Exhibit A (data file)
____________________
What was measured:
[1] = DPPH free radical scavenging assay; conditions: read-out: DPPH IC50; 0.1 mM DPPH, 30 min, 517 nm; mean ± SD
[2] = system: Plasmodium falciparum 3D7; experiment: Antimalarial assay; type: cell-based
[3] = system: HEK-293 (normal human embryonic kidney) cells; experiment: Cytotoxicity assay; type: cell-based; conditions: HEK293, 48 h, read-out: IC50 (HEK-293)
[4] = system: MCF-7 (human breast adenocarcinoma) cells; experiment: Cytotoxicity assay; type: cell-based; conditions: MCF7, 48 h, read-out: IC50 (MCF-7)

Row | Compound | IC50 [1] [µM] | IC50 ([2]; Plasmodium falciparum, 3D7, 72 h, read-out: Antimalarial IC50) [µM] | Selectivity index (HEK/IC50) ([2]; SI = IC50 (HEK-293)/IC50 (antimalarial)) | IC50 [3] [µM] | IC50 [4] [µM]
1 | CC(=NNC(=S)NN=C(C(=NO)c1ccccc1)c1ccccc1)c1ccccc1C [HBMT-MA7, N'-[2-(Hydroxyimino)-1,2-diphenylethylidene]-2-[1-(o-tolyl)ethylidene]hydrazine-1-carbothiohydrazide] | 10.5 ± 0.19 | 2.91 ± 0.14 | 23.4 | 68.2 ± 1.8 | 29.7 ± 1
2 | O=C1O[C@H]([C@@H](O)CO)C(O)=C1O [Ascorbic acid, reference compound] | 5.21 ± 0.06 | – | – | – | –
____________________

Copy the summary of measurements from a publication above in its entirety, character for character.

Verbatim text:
What was measured:
[1] = DPPH free radical scavenging assay; conditions: read-out: DPPH IC50; 0.1 mM DPPH, 30 min, 517 nm; mean ± SD
[2] = system: Plasmodium falciparum 3D7; experiment: Antimalarial assay; type: cell-based
[3] = system: HEK-293 (normal human embryonic kidney) cells; experiment: Cytotoxicity assay; type: cell-based; conditions: HEK293, 48 h, read-out: IC50 (HEK-293)
[4] = system: MCF-7 (human breast adenocarcinoma) cells; experiment: Cytotoxicity assay; type: cell-based; conditions: MCF7, 48 h, read-out: IC50 (MCF-7)

Row | Compound | IC50 [1] [µM] | IC50 ([2]; Plasmodium falciparum, 3D7, 72 h, read-out: Antimalarial IC50) [µM] | Selectivity index (HEK/IC50) ([2]; SI = IC50 (HEK-293)/IC50 (antimalarial)) | IC50 [3] [µM] | IC50 [4] [µM]
1 | CC(=NNC(=S)NN=C(C(=NO)c1ccccc1)c1ccccc1)c1ccccc1C [HBMT-MA7, N'-[2-(Hydroxyimino)-1,2-diphenylethylidene]-2-[1-(o-tolyl)ethylidene]hydrazine-1-carbothiohydrazide] | 10.5 ± 0.19 | 2.91 ± 0.14 | 23.4 | 68.2 ± 1.8 | 29.7 ± 1
2 | O=C1O[C@H]([C@@H](O)CO)C(O)=C1O [Ascorbic acid, reference compound] | 5.21 ± 0.06 | – | – | – | –